This often leads a large percentage of physicians to support religious beliefs during the last stages of life, so that the patient prepares and accepts what is coming. Patients, on the other hand view a "good death" differently, seeing it as a greater individual decision capability. Another study conducted here in the United States was Craig et al. (2009) the explored specifically the beliefs and opinions of physicians in Vermont. Here, about 38% believed that PAS should be legalized, a much higher percentage than national averages. According to the findings of this study, it was the main staple of autonomy that created a situation where physicians were willing to support the legalization of PAS practices. Thus, patient autonomy and individual choice still weigh heavily in terms of evaluating physicians opinions regarding the matter.
The ethics revolving around PAS are complicated. They focus on very different moral perspectives throughout modern medical history. Suicide itself was once an acceptable and honorable death in certain circumstances within Greek and Roman societies. It was essentially seen as the "preservation of one's honor," (Rubin 2009 p 771). However, this view of suicide has morphed into a deplorable concept in more modern Christian societies, where morality of honor was replaced with the concept that those who committed suicide are punishable by God (Rubin 2009). Religious affiliations have long impacted how people view death, and suicide as well. According to the research, "Different faiths have different perspectives on end-of-life care," (Curlin et al. 2008 p 114). Many of these religious affiliations see assisted suicide in an unethical light, because it essentially places the power over life and death within the hands of physicians and patients, and out of the hands of God or another deity. Most often, those who oppose assisted suicide practices are those with strong or conservative religious beliefs (Seale 2009).
Yet, there are those who see the lack of PAS practices as unethical as well. In this view, it is the individual choice which should be honored, therefore making the practice ethical in certain circumstances. Bans and a lack of support structure for PAS are essentially taking the autonomy out of crucial end-of-life decisions. Here, the research suggests that "The most commonly stated legal rationale for arguing that the Constitution protects people's ability to obtain assistance in ending their lives is the so-called right to die, which is grounded on either substantive due process or the right of privacy, the penumbra of the first eight amendments," (Rubin 2009 p 766). It is within this context that one can see the clear differences from euthanasia. Physician-assisted suicide relies on the choice of the individual which is the most important part of the situation. Essentially, it is "killing those who wish to die but cannot kill themselves," (Gorsuch 2009 p 6). Whereas, euthanasia tends to carry with it much less of the autonomous decision making that is associated with assisted suicide. The fact that the individuals themselves are making the decision is what is key here. Within this argument, it is acceptable for individuals to make such decisions regarding their own lives, and "this does not bother society," (Mitchell 2009 p 1086).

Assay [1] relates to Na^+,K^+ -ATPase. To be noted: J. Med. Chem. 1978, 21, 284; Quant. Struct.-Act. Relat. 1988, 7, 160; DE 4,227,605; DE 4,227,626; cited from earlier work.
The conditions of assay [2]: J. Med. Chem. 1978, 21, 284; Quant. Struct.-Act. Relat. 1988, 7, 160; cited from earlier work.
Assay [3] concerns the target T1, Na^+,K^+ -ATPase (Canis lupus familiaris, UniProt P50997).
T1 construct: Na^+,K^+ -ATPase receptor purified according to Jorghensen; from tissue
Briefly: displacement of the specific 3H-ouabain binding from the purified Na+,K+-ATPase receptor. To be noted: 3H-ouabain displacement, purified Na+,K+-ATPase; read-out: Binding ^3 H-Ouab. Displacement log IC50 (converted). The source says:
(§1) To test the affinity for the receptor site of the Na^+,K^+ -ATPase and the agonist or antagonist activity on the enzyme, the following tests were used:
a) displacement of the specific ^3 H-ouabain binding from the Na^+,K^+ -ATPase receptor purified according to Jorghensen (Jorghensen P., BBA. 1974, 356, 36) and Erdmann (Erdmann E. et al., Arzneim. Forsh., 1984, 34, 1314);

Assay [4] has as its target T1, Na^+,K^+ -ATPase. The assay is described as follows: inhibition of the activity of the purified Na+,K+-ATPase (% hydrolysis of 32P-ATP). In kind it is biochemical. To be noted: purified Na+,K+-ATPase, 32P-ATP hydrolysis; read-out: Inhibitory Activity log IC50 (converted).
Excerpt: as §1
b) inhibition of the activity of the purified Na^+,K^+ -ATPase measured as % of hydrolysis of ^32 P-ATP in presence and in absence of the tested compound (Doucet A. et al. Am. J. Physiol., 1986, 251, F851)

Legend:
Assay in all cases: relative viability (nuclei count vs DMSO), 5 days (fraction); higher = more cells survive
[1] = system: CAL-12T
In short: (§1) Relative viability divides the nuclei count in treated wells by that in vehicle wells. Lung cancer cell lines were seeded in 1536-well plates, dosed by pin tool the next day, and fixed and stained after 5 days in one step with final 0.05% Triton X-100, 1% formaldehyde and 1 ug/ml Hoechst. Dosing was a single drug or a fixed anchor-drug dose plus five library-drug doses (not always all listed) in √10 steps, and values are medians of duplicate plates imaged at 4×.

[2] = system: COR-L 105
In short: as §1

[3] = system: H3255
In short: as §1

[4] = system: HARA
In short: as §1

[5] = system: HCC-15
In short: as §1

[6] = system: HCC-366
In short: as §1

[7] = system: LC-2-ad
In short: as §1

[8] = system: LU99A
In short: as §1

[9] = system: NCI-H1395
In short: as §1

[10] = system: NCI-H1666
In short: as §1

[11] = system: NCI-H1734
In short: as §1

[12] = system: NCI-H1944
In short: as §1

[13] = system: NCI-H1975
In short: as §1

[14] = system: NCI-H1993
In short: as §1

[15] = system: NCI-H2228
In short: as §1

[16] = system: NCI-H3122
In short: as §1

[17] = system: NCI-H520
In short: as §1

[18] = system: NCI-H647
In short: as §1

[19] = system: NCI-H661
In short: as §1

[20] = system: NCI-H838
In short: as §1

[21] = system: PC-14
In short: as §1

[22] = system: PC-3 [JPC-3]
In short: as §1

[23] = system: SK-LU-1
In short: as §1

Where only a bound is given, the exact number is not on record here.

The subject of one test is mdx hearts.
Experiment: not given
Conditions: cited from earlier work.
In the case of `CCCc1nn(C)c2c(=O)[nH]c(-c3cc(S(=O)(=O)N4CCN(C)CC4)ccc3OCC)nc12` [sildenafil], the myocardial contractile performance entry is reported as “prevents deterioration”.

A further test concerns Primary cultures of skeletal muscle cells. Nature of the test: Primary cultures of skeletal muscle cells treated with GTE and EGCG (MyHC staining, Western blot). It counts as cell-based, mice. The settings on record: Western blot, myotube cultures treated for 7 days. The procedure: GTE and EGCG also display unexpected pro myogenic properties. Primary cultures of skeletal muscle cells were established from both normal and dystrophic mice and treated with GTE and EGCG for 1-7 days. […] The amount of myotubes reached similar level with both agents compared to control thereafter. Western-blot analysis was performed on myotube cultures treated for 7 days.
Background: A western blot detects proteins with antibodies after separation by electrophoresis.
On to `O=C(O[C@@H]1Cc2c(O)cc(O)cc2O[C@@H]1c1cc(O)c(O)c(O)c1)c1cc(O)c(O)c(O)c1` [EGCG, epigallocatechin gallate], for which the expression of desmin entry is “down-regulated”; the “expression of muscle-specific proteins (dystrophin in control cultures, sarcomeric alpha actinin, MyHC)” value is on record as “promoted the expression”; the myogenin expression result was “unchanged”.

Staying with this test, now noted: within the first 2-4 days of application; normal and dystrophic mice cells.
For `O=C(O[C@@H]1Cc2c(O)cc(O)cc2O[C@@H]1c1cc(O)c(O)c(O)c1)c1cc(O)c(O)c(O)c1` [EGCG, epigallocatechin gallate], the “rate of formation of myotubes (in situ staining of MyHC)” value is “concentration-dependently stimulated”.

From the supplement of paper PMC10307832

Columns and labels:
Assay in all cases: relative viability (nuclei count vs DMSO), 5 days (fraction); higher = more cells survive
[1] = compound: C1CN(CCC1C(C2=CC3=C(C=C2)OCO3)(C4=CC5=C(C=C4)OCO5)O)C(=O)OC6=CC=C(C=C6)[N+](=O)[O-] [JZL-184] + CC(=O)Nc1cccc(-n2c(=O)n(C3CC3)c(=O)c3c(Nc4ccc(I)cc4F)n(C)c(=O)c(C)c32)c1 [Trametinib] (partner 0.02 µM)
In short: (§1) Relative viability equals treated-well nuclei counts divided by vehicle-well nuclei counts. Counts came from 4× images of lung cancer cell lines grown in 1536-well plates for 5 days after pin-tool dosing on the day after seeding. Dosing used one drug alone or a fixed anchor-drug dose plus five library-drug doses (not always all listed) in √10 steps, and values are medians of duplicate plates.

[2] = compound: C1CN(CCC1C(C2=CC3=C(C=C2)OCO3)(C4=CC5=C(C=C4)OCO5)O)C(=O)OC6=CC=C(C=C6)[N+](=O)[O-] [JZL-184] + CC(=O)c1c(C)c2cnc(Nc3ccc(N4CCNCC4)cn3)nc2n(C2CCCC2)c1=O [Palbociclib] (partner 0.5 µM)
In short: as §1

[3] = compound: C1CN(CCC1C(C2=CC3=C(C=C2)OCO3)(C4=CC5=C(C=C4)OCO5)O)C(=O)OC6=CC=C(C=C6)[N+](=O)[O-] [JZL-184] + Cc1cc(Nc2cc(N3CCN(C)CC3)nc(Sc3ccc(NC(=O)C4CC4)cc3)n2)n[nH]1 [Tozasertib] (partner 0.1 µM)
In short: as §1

For those who believe in supporting the right for individuals to be able to choose assisted suicide if need be, it is unethical for a physician to disagree with that choice. Although the research shows that the majority of physicians disapprove of PAS measures, they would have to follow the best regiment of care for their patients. In cases where the patient is terminally ill and in extreme suffering, it would be unethical for a doctor to automatically dismiss requests for PAS. Here, the research suggests "that patients may have the right to discontinue care even when they have a suicidal intent to die, and doctors not only may intentionally assist such killings, but may have a duty to do so," (Gorsuch 2009 p 182). Assisted suicide practices stop unbearable suffering, which is essentially the primary duty of the physician to begin with (Wagner et al. 2011).